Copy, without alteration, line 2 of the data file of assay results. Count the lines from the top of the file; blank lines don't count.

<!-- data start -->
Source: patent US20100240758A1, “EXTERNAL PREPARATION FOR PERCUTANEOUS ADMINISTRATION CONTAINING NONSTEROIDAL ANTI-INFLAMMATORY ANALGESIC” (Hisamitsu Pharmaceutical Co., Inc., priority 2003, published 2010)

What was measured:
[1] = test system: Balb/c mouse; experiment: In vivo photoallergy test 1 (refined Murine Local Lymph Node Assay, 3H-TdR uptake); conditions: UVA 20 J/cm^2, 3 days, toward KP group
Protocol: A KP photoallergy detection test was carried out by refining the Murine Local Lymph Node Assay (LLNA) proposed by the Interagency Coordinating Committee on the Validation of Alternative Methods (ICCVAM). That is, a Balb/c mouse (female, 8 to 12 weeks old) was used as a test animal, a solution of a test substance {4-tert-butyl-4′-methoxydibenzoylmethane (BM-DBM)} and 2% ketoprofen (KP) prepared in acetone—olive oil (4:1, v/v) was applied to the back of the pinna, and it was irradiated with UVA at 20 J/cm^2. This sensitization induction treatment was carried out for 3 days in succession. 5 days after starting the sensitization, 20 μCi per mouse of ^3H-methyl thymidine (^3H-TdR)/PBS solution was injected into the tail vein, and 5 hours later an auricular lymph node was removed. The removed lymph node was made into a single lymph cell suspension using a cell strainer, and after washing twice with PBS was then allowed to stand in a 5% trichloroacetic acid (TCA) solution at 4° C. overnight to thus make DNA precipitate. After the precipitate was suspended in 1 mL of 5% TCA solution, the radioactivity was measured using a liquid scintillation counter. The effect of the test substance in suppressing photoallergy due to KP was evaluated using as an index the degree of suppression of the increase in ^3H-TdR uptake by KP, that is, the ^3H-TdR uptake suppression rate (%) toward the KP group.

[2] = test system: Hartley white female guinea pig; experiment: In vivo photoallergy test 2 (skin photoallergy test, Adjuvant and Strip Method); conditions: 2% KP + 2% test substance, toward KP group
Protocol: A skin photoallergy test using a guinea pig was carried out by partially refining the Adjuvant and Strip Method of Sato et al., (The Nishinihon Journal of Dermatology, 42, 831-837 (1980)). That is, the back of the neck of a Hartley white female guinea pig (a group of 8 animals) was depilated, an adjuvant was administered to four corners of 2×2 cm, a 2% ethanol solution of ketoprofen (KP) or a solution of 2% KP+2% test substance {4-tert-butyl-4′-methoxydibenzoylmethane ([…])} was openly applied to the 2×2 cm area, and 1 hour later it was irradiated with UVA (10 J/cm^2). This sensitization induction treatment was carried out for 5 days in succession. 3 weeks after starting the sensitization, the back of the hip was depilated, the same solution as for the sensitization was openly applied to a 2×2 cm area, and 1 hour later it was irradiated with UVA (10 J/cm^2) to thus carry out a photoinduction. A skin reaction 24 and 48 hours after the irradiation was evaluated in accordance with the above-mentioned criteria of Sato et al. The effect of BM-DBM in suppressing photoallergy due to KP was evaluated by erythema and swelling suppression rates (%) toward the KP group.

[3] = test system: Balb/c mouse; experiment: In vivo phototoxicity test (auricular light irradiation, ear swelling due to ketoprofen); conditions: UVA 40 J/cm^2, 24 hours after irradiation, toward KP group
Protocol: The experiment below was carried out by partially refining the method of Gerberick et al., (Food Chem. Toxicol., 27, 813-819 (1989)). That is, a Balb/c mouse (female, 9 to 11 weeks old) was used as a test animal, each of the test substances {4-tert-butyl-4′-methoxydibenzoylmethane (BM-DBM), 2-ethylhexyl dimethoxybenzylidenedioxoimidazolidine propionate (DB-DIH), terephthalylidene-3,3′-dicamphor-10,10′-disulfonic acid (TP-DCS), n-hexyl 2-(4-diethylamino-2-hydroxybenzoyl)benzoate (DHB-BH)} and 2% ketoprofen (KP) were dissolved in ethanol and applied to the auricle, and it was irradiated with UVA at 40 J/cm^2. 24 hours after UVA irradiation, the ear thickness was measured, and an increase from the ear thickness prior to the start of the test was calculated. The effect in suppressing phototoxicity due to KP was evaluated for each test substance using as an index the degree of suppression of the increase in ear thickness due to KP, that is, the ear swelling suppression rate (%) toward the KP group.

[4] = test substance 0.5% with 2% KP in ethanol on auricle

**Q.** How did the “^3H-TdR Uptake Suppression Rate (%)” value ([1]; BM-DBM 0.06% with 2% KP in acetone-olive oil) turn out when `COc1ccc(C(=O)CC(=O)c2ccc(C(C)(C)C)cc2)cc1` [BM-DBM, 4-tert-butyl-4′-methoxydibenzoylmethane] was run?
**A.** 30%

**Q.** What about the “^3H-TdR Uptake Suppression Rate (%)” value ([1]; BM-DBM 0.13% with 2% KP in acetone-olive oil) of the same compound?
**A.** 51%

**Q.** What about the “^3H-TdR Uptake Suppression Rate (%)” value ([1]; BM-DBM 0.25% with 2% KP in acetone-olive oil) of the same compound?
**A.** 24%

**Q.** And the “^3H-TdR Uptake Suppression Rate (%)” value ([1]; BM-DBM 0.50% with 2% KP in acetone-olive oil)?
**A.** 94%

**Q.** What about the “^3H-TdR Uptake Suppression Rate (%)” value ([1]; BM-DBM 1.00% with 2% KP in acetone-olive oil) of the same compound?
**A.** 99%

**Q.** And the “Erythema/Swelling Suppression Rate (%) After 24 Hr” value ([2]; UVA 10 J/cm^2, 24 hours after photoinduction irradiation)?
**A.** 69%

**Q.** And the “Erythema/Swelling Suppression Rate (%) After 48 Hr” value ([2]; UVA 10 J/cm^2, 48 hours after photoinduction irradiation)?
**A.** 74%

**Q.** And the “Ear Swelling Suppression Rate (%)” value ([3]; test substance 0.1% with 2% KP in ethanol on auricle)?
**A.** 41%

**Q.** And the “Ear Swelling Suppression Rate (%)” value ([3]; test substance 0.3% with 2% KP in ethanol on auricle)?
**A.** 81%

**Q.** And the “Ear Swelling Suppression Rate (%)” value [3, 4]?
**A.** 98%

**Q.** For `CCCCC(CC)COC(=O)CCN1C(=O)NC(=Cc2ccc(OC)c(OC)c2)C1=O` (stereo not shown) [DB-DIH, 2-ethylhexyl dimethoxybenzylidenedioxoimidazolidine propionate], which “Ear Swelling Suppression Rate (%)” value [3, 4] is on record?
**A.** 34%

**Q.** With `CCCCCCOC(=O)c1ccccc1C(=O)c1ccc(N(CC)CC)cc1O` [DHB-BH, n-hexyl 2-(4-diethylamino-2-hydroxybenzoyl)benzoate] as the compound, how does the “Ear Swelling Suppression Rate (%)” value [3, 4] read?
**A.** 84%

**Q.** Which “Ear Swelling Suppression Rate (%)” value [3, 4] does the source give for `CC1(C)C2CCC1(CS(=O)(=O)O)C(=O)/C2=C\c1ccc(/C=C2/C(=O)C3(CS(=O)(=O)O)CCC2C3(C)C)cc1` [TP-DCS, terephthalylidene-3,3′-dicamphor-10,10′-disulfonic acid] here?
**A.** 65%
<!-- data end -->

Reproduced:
What was measured: